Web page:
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This review is from: Bill Evans: The Sesjun Radio Shows (Audio CD)
Individual tracks are becoming increasingly available for downloading, not simply from vendors like Amazon and Apple but on once genuinely informative and useful sites like All Music Guide, which has recently been remodeled by Rovi (creator of the ubiquitous, addictive "Angry Birds" app) into a seller-driven, flashy and garish music "arcade." But often the pitch at sites like the new "All Music Guide" is for "streaming," a practice that has proven injurious to the appreciation of both the artist and his recorded output. At least the purchase of individual tracks delivers to the consumer a musical "product," or "text," that above all represents the hard work and sacrifice of its individual maker. And besides instant gratification, the downloading of separate performances provides quick and convenient indexing of the files in programs like iTunes (often preferable, from a consumer's perspective, to burying another jewel case in the sprawling Bill Evans collection that's nestled between the equally burgeoning number of Kenny Dorham albums (the letter "D") and the continually growing Art Farmer sessions ("F") adjacent to Evans' right. Not only does downloading suspend the requirements of building a new and larger bookcase but it confers immediate eternity upon your purchase, whether through the magical matching process of Apple's iCloud or the unlimited "free" Cloud space being offered by Jeff Bezos (Amazon's Steve Jobs).
I cherry-picked this edition of the Sesjun Shows, but after reading the other reviews of this recording--all praising the production values, including audio fidelity--I clearly made a mistake (at least the reviews have prompted me to order the Art Blakey Sesjun Radio Shows in disc format).
My downloaded tracks have disappointing audio balance, with the bass foregrounded throughout at the expense of the piano. Not only is Bill's instrument miked at a disadvantage, but its sonorities are muted, dry, non-complex (the same could be said about any RVG piano (which can be heard far beyond Blue Note), though at least its notes can be clearly heard). A track like "Bluesette" allots a full chorus to harmonica, then piano, finally bass. But bass is so prominent in the mix that a listener's attention may as well be on that instrument alone.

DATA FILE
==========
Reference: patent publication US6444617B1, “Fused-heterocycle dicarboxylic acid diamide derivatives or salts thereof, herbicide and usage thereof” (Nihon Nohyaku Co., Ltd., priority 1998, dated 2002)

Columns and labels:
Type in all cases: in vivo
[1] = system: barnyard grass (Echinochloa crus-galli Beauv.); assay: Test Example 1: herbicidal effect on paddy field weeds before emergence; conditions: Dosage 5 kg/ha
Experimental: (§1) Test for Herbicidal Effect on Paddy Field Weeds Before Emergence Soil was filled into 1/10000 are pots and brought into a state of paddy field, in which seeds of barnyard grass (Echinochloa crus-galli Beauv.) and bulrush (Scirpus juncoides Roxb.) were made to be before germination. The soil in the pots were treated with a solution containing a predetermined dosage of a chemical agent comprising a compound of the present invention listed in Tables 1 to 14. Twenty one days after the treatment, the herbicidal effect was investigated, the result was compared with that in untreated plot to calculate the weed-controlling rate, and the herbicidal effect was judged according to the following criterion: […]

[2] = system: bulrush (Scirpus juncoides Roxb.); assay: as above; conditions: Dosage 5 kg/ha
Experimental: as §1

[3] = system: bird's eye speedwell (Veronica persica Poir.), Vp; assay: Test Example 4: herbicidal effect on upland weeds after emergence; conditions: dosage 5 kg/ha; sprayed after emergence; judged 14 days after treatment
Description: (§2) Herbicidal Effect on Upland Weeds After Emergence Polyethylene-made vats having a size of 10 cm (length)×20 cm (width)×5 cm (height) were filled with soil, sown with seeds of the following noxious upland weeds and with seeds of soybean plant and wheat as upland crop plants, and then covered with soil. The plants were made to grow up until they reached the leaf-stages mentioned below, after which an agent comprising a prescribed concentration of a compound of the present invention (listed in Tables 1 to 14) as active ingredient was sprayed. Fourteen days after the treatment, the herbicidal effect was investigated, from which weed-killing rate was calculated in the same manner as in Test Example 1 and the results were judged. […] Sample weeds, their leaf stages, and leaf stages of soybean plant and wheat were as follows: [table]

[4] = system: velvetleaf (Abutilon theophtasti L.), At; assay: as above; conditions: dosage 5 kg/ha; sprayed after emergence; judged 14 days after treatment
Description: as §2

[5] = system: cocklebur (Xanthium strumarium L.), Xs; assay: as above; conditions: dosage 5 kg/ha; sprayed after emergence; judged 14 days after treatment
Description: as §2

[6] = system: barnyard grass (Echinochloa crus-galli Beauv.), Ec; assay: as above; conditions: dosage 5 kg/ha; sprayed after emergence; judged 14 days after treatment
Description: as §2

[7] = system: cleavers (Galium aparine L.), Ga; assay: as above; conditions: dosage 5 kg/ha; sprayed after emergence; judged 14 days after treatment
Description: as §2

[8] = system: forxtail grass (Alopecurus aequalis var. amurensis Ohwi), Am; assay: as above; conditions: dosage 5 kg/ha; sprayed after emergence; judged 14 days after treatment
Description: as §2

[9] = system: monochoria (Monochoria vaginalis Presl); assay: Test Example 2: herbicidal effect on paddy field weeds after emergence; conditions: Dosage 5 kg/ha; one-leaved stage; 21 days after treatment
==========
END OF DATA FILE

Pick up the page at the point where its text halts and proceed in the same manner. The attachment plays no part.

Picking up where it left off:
The other decision offered the listener of this collection is a choice between Bill's mid-career and late career trio, if a "choice" can be made between, on the one hand, Bill's distinguished, most enduring, mid-career trio with Gomez and, on the other hand, his gloriously resurgent final trio with Marc Johnson and Joe LaBarbera. In the mid-70s Gomez had become at once a supportive bass player and a virtuoso given as much solo time as Bill. Perhaps his most memorable recorded moment is the session on which Getz ignores a promise to Bill that they would not play a blues. When Stan devilishly launches into the elemental 12-bar form, an incensed Bill stiffs Stan, refusing to lay a finger on any of the keys. It's only because of Gomez' solid and sole support that Stan's stunt works well enough to come off as an appropriate variation in the concert program. But Beautiful (Featuring Stan Getz)
But the Evans-Gomez trio was beginning to sound predictable and even a little slick (an impression I had during 2 of the 3 times I heard them in Chicago during the '70s). Bill was eager for a new start, and no doubt Eddie felt it was time for a change as well. The rejuvenated Bill can best be heard on his guest turn with Marian McPartland on NPR's "Piano Jazz" from November of 1978. The excitement about his discovery of LaBarbera and, especially, Marc Johnson is unmistakable if not palpable in his full and candid exchange with the host. And when he demonstrates his evolving approach to playing the piano--his "anticipatory phrasing"--the listener becomes as captivated as McPartland, who describes her duet with Bill as like being drawn into a vortex, or trying to swim with the current while simultaneously being rendered helpless by the powerful undertow of a counter-current. Her attempt to describe the sensation is just as keenly felt by the listener--above all, any pianist who puts herself in the place of Marian during the pair's wild ride. Marian Mcpartland's Piano Jazz